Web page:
• The « 2D » model CIVA-ATHENA for simulation of the bottom edge diffraction echoes of planer defects and multi-faceted flaws. The box surrounding the notch is always the same; this is a box of dimensions 2x17mm (figure below shows the case of a LW60° TOFD inspection).

  • 3D Computation modes were selected for both beam and defect calculation with CIVA.


Parameters for the notches

The notches are described by "rectangular" type defects with almost null aperture. This description does not correspond to reality because the actual aperture of the notch is about 0.2mm. However, the GTD (Geometrical Theory of Diffraction) model used for diffraction echoes calculation is only valid for defects with null aperture. The consequences of this approximation in the description of the notch will be studied using "multi-faceted" type defects (Figure below) describing more accurately the notches. However, the diffraction echoes can only be calculated in "2D "with the model CIVA-ATHENA.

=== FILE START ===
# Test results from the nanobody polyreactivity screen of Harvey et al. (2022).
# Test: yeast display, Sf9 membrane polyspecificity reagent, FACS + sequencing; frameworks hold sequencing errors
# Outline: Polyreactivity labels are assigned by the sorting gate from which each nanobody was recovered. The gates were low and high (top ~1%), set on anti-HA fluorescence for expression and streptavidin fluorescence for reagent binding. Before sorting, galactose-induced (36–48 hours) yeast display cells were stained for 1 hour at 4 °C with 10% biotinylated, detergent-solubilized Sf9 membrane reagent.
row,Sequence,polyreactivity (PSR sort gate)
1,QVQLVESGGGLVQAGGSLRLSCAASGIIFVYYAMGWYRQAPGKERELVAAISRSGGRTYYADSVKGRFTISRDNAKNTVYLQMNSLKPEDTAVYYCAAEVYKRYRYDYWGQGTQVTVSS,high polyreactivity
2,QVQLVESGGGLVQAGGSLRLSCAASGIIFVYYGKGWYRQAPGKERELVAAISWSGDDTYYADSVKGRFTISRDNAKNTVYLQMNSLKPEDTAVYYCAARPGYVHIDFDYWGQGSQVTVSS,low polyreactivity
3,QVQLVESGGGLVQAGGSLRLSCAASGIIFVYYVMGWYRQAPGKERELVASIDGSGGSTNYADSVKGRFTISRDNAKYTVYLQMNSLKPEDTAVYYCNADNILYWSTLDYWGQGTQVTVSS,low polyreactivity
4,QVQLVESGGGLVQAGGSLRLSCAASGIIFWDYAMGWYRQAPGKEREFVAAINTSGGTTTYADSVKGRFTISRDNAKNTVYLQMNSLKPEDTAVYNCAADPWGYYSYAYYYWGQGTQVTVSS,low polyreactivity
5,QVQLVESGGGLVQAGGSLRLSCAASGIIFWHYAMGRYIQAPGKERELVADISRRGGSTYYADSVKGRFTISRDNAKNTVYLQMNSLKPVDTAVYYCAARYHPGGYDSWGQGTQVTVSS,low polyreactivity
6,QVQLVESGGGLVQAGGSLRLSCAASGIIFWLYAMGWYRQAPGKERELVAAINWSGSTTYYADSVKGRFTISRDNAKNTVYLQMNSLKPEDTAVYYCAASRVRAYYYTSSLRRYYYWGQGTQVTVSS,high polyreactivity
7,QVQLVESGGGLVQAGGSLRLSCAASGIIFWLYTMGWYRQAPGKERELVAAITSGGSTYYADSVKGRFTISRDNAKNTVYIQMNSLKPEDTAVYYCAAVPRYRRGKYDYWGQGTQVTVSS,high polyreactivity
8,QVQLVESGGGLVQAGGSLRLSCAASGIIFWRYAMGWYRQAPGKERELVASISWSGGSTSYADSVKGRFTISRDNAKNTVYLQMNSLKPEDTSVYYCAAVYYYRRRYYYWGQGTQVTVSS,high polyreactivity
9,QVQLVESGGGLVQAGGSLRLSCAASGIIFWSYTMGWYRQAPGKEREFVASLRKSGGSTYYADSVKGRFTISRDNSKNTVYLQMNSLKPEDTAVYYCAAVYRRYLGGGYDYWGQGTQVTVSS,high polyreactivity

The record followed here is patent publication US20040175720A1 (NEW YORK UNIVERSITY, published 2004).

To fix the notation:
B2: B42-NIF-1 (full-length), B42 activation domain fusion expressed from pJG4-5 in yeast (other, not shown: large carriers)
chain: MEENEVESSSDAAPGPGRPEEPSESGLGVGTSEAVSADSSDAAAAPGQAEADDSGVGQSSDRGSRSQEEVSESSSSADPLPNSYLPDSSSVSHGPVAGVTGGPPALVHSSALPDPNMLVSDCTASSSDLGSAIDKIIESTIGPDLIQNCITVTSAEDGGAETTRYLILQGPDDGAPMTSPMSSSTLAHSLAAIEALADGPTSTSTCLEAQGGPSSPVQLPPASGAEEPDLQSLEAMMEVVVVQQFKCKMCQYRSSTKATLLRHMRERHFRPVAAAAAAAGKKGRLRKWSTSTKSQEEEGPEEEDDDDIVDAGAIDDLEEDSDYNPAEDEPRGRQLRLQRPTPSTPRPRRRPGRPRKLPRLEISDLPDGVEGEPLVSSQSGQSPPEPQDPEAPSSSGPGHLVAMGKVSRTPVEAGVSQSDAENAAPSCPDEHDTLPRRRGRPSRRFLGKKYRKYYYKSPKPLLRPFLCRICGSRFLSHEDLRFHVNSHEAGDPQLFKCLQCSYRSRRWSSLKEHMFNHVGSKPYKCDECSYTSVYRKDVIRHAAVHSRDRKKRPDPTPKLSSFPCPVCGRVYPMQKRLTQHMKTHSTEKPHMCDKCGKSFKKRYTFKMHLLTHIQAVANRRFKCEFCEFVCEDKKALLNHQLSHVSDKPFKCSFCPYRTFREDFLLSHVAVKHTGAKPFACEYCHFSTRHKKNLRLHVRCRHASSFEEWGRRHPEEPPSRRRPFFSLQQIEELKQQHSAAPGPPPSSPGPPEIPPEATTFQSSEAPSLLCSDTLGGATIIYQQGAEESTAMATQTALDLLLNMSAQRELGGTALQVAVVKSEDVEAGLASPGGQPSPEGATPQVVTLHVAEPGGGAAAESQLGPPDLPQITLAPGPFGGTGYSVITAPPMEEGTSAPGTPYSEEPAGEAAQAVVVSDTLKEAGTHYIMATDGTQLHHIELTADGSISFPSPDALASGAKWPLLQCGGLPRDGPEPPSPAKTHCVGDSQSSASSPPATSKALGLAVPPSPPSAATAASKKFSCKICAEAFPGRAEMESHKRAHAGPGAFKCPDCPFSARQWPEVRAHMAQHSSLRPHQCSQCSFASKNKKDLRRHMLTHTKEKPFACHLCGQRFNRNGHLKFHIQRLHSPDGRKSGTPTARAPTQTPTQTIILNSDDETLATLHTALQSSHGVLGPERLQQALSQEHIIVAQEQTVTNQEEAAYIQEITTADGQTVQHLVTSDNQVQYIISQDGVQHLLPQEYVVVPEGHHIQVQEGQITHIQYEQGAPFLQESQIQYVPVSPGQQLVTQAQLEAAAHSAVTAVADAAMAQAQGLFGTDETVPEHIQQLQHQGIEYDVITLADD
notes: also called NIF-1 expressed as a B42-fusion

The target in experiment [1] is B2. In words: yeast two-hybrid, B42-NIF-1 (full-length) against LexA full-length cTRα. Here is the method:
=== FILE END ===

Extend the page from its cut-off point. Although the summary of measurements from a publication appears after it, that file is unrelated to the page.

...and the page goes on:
AMPLITUDE and time of flight comparisons


The amplitudes of the echoes presented and compared here were extracted on the experimental and simulated of rectified signals.

The reference for experimental and simulated amplitude comparisons is the maximum amplitude of the L direct echo of a Side Drilled Hole (SDHref) measured when PCS = Y mm. The PCS value of Y will be given for each couple of probe. The side drilled hole of reference is located at the same depth as other 6 other side drilled holes of different diameter located in a ferritic steel block of 30mm height (see figure below).


Time of flight

The time of flight of the echoes that will be compared in this document are absolute times of flight measured at the maximum amplitude of the rectified signal.


Continue to Results on Side Drilles Holes